Stood before me like a shining city on a hill
But I got depressed the day it began
And was significantly depressed for all three days
But the Shine did have power – enough power to
Keep me moving, with even some real high points
And I came away with a new mission statement
“I shepherd my flock”
Which seems to pull together
All the threads of my life up to this time

But my mood swings
Remain unabated
What of the Brainwave Optimization?
What of the Shine Expansive?
What of any of it?
What of positive change in the world?
The dawning of the Age of Aquarius –
My youthful dream?
What of my hopes for humanity?
For the world?
What of peace on earth?

winter dark 8

But then there is this blog…
Born 11/24/14
Now 21 days later – an adult?
Not in blog years – still a baby
70 followers in three weeks – unprecedented
In my personal experience with writing blogs
1085 page views
261 on one particular day
55 yesterday
So many people posting beautiful comments
So many people emailing me encouraging words
So many people telling me on the street
How much the blog means to them

Except for an occasional poem
My writing had been stuck
For over a year
Now completely unstuck
My sense of purpose in my life
Fully reborn
My mission from the Shine
“I shepherd my flock”
Being lived out

winter 1

I have now several very potent flocks
The community of people sharing the blog
My community of co-workers at my store
One of my blog posts is in our cashier log book
At my boss’s suggestion
And many of my colleagues are talking about it
I will soon post one of my blog entries
By the time clock
(Again my boss’s suggestion)
Where all my coworkers can read
And maybe return to the blog on their own

My customers are a flock
I tell them about the blog in the checkout line
The other day, two customers
Friends to me but strangers to each other
Discover that they are each fans of the blog
And begin an animated conversation about it
My boss says
“When you print up business cards for the blog
Give them out to customers”
Amazing support from the store
I had thought that if I gave out cards
From my cash register
I might get in trouble with the brass
And so I will print them up and give them out
The blog creates for my customers
A sense of connection with our store
With our staff
With each other
With the cashiers of the world
And with me

winter 2

And what of those cashiers of the world?
About ten years ago
Working as a cashier
At the Enmark gas station on Merrimon Street
Standing in that little kiosk
Selling gas and cigarettes for a year
Until I got fired for calling a customer a bitch
But oh she deserved it
I didn’t just use the term
When she said
“How dare you call me a bitch”
I looked her straight in the eye and said
“Sometimes it just fits”
She took it badly
But I never regretted it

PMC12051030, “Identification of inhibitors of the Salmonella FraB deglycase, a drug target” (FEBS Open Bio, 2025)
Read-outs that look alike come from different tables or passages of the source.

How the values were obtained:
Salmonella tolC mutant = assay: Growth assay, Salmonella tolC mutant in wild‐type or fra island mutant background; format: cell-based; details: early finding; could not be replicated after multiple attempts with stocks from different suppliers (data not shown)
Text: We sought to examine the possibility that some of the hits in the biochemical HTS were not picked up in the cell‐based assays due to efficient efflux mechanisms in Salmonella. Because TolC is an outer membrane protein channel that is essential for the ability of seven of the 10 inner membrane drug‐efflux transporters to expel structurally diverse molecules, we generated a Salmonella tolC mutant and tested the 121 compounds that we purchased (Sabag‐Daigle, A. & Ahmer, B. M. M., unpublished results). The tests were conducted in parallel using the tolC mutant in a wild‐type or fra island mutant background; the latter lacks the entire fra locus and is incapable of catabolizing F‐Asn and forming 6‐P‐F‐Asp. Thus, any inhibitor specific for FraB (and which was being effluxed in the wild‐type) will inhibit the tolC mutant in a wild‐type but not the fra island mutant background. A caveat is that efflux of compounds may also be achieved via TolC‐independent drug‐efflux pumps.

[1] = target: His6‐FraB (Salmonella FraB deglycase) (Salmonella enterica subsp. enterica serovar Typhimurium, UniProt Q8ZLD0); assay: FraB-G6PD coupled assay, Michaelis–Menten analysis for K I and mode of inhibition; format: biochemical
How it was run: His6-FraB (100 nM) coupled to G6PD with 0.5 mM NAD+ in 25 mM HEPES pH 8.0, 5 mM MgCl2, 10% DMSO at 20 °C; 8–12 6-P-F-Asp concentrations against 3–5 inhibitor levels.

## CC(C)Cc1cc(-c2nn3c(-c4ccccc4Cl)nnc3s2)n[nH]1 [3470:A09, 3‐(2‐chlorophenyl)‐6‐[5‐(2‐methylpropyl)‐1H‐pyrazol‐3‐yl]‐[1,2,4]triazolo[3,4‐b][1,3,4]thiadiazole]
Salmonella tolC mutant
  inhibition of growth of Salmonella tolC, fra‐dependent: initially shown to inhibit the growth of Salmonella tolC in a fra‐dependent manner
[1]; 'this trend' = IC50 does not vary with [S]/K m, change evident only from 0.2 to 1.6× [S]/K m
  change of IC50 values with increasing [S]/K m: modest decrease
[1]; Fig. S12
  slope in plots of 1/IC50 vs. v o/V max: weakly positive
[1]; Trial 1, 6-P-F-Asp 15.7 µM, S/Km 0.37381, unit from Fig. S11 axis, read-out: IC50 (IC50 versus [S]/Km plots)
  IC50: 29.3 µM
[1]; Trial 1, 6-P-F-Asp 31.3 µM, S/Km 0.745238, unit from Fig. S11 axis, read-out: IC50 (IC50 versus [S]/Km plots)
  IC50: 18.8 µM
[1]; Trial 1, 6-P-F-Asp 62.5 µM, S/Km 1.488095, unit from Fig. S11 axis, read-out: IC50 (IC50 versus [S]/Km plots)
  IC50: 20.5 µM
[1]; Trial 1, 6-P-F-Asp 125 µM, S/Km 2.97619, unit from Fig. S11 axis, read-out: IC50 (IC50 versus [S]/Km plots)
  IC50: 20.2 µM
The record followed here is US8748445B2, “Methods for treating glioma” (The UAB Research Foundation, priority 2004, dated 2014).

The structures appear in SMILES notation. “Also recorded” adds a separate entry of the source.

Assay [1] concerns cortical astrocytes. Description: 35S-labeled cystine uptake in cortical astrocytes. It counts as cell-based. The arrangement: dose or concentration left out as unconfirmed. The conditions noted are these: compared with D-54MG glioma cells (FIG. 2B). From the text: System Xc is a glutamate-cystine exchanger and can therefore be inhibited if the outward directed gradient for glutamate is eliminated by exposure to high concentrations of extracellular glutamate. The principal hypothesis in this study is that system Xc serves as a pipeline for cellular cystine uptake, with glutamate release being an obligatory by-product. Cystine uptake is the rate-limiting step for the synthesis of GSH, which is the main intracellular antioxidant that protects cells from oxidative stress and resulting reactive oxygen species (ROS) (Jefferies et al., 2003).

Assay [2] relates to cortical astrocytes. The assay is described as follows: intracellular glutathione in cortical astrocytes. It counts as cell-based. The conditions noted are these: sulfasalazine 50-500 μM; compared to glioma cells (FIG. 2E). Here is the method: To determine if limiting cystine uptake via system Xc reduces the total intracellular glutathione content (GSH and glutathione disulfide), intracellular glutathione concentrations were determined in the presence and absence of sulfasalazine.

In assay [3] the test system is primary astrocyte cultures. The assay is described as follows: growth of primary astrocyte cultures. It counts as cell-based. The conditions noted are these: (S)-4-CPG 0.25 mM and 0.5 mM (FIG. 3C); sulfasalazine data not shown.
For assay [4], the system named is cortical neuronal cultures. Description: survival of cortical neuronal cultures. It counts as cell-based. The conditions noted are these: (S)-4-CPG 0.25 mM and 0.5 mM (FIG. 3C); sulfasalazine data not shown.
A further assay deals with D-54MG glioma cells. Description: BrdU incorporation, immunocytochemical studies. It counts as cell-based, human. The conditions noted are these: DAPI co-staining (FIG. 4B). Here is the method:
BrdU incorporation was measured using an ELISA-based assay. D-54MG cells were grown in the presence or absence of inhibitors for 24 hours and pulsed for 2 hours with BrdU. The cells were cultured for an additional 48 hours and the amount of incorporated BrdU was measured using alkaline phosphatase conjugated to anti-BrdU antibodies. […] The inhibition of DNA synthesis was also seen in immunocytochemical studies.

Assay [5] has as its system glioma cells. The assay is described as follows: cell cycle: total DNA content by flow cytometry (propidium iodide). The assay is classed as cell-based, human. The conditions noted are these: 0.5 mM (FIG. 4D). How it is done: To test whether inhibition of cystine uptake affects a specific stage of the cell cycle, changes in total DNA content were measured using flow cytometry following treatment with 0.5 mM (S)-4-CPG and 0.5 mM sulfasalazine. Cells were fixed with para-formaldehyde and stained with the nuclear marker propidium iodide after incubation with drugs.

Even my boss did not blame me for it
“I never would have fired you for this
But she went straight to a company VP
I had no choice.”
It was a great moment in cashiering
Though obviously a strategy
I cannot recommend in this blog
Except in moments of great trial
And when your integrity demands it
I used to teach Empowerment Training
At a local community college back in Chicago
And taught people to say “Fuck you”
When no other assertiveness technique worked
And when their sense of self
Was at stake

But I digress
But then it’s my poem
And I did tell you to curl up in a good chair
With a good cup of coffee

So there I was spending all my work time
In this little kiosk
I wrote a blog on customer service
My own model
Authentic Customer Service
I got really very excited about it
46 posts, 2650 page views
Check it out
http://authenticcustomerservice.blogspot.com/
There’s really some very good stuff on it
A great payoff from that at times boring
At times very stressful job
Along with some very good
Experiences with customers
(No coworkers there in that lonely kiosk
One of the biggest downsides)

winter 3

So I have this blog
My ability to keep writing when I am down
Unprecedented in many years
Perhaps the Brainwave Optimization is working
And the Shine Expansive
And my newly refined but longtime mission
To shepherd my flock
I have a walking stick that Annie gave me at the Shine
When she so ably facilitated us
Through our mission-developing process
A flag hanging from the handle reads
“I shepherd my flock”
Amazingly more apropos for a staff
Than if it said “I sell more widgets this year”

So maybe I do have more light in my personal life this year
Even as my grueling moods remain unabated
Maybe I don’t get to have my whole Christmas list
Delivered for me under the tree
But then the human race
My brothers and sisters
Do not get to suffer appreciably less this year